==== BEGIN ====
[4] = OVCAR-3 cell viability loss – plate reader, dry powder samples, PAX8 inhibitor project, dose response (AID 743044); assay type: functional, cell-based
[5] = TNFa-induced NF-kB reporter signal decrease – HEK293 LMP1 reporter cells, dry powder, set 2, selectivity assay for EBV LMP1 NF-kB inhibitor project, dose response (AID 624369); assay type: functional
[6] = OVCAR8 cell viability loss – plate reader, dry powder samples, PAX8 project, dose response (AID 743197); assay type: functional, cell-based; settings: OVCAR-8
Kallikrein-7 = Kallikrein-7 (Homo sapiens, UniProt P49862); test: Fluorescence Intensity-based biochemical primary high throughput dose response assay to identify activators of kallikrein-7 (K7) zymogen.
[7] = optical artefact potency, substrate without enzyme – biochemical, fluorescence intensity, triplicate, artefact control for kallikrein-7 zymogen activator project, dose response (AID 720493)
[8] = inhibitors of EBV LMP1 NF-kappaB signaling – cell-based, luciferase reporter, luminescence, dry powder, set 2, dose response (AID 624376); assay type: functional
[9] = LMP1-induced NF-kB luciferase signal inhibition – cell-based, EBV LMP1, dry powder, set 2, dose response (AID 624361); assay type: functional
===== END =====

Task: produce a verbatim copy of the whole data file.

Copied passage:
[4] = OVCAR-3 cell viability loss – plate reader, dry powder samples, PAX8 inhibitor project, dose response (AID 743044); assay type: functional, cell-based
[5] = TNFa-induced NF-kB reporter signal decrease – HEK293 LMP1 reporter cells, dry powder, set 2, selectivity assay for EBV LMP1 NF-kB inhibitor project, dose response (AID 624369); assay type: functional
[6] = OVCAR8 cell viability loss – plate reader, dry powder samples, PAX8 project, dose response (AID 743197); assay type: functional, cell-based; settings: OVCAR-8
Kallikrein-7 = Kallikrein-7 (Homo sapiens, UniProt P49862); test: Fluorescence Intensity-based biochemical primary high throughput dose response assay to identify activators of kallikrein-7 (K7) zymogen.
[7] = optical artefact potency, substrate without enzyme – biochemical, fluorescence intensity, triplicate, artefact control for kallikrein-7 zymogen activator project, dose response (AID 720493)
[8] = inhibitors of EBV LMP1 NF-kappaB signaling – cell-based, luciferase reporter, luminescence, dry powder, set 2, dose response (AID 624376); assay type: functional
[9] = LMP1-induced NF-kB luciferase signal inhibition – cell-based, EBV LMP1, dry powder, set 2, dose response (AID 624361); assay type: functional